“The usual suspects”
Myanmar. November 2019. (9 photos)
“This is Burma, and it will be quite unlike any land you know about.”
So wrote Rudyard Kipling (1865-1936) who was aged 23 years when he had a three day stopover in Myanmar (also known as Burma), soon after the British victory in the Third Anglo-Burmese War, during a voyage from Calcutta to San Francisco. Kipling wrote about his travels in a series of letters to The Pioneer newspaper, which were later organised into a collection; From Sea to Sea and Other Sketches: Letters of Travel.
“Then, a golden mystery upheaved itself on the horizon – a beautiful winking wonder that blazed in the sun, of a shape that was neither Muslim dome nor Hindu temple spire. As it stood overlooking everything it seemed to explain all about Burma.”
… Kipling describing his first sighting of Shwedagon Pagoda.
Shwedagon Pagoda is the most sacred Buddhist pagoda in Myanmar, as it is believed to contain relics of the four previous Buddhas of the present kalpa. Built on a hill and with a height of 99m, it is visible from much of Yangon. It is gold-plated and the crown is tipped with 5,448 diamonds and 2,317 rubies. Immediately before the diamond bud is a flag-shaped vane. The very top—the diamond bud—is tipped with a 76 carat (15 g) diamond.
“Traditional fisherman at Inle Lake”
But it was an unscheduled stop in Moulmein, the former capital of British Burma, that inspired Kipling to write in 1890 what would become one of the most famous poems in the English language, Mandalay, which begins thus:
By the old Moulmein Pagoda, lookin’ eastward to the sea,
There’s a Burma girl a-settin’, and I know she thinks o’ me;
For the wind is in the palm-trees, and the temple-bells they say:
“Come you back, you British soldier; come you back to Mandalay!”
It should be noted that Kipling never visited Mandalay. Recalling the Moulmein Pagoda, Kipling wrote:
“I should better remember what that pagoda was like had I not fallen deeply and irrevocably in love with a Burmese girl at the foot of the first flight of steps. Only the fact of the steamer starting next noon prevented me from staying at Moulmein forever and owning a pair of elephants.”
The Republic of the Union of Myanmar, also known as Burma, is a country in Southeast Asia. With a size of 676,578 square kilometres (261,228 square miles), Myanmar is the largest of the Mainland Southeast Asian states by area. As of 2017, the population was about 54 million.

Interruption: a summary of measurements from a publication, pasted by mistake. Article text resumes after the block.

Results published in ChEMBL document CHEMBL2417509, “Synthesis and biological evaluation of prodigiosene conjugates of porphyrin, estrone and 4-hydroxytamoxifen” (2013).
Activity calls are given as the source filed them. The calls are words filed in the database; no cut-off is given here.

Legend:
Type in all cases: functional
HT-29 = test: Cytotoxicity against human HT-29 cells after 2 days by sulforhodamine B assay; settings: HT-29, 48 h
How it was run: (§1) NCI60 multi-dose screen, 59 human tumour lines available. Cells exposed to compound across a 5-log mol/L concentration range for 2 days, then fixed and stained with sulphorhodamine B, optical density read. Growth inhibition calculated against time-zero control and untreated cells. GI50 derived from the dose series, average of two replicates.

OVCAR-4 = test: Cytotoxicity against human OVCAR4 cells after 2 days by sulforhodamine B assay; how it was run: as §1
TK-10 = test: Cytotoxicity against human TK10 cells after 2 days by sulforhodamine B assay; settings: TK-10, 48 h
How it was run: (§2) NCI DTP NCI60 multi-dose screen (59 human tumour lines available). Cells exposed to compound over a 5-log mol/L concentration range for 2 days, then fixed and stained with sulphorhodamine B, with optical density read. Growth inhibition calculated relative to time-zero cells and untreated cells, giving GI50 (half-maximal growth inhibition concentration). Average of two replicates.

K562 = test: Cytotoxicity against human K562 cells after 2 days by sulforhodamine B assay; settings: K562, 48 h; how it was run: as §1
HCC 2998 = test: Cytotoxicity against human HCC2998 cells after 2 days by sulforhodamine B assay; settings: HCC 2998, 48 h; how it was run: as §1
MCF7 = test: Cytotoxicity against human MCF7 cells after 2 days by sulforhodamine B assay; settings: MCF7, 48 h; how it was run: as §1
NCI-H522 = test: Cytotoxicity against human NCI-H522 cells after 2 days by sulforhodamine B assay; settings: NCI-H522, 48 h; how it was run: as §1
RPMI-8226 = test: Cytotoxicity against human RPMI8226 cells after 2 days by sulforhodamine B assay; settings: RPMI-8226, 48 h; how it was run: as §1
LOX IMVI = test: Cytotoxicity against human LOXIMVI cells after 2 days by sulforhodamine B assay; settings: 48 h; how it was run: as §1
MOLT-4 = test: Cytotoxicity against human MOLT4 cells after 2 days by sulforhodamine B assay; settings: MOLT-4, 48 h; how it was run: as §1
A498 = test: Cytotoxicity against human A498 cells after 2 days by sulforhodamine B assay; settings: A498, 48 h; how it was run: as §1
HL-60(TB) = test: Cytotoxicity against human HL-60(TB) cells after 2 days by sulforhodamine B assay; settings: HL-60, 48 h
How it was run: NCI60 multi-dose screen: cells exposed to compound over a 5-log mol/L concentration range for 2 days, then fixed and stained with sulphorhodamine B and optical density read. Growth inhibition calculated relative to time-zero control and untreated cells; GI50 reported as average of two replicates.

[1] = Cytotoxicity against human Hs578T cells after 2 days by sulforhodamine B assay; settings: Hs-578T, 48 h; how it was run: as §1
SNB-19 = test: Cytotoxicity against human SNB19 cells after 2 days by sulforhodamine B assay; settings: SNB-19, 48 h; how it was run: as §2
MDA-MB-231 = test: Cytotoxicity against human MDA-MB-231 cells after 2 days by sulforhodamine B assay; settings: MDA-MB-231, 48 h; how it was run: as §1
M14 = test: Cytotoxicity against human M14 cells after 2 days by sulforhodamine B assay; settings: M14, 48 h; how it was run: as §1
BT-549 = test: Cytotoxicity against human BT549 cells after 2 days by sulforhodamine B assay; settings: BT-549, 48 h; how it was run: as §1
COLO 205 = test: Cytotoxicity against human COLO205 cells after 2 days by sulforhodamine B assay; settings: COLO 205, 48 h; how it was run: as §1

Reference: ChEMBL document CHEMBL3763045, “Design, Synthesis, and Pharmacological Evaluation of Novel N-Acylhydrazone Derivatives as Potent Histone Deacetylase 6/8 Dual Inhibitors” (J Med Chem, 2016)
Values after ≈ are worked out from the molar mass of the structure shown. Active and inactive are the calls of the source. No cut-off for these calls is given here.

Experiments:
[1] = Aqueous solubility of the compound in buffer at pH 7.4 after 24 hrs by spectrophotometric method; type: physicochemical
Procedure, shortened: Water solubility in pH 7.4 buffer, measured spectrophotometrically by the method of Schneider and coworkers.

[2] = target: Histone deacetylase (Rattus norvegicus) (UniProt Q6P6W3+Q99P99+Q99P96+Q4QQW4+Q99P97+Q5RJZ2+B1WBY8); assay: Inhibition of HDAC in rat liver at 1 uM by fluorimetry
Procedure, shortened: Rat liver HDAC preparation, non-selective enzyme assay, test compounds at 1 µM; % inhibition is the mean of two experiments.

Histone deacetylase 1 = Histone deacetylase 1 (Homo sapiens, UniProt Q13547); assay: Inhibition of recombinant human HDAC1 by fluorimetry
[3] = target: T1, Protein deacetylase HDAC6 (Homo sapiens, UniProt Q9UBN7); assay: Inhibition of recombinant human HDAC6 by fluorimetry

“Street Market in Yangon”
When trucks and cars come along, umbrellas are moved away but the food is left in the middle of the road where vehicles drive slowly over it. I saw one seller get very animated when the wheel of a car rolled over the tail of a fish she had for sale.
Myanmar is a controversial and enigmatic country. In 1989, without any consultation with the population, the ruling military junta renamed Burma to Myanmar. At the same time, other names were introduced to replace British names and more closely correspond to their original pronunciation in the Burmese language. Thus Rangoon became Yangon, etcetera, etcetera, etcetera.
“The Banana Seller”
The international community is required to take a formal position on the name of a country in English. The name Myanmar was accepted by the UN and most other countries, including my home country of Australia. Hence, I will refer to the country as Myanmar. I did note that locals I spoke with refer to their country as Myanmar, but call themselves and their language Burmese.
However, some governments, including the US and UK, do not recognise the name change and continue to call the country Burma. In 2011, the US Secretary of State, Hillary Clinton, visited Myanmar after more than 50 years of estrangement between the two countries. Interestingly, in speeches during her visit she referred to Myanmar as “This Country”.
“Balloons over Bagan”
It’s believed that from the 9th to 13th centuries, over 10,000 Buddhist temples, pagodas and monasteries were constructed in the Bagan Plains. Today, just over 2200 temples and pagodas still survive in various states of repair.
“Child wearing thanaka”
Thanaka is a paste made of particular types of ground bark and has been used by Burmese women and children for over 2000 years, less so by Burmese men. It has a fragrant scent somewhat similar to sandalwood. Apart from cosmetic reasons for wearing it, thanaka also gives a cooling sensation and provides protection from sunburn. It is believed to help remove acne and promote smooth skin. It also has anti-fungal and anti-inflammatory properties.
So this is Burma, as seen through my eyes, and over a series of posts I’ll be sharing more of my photography from my time in Myanmar.
I will try my best to prevent my blog from becoming a pseudo National Geographic Magazine.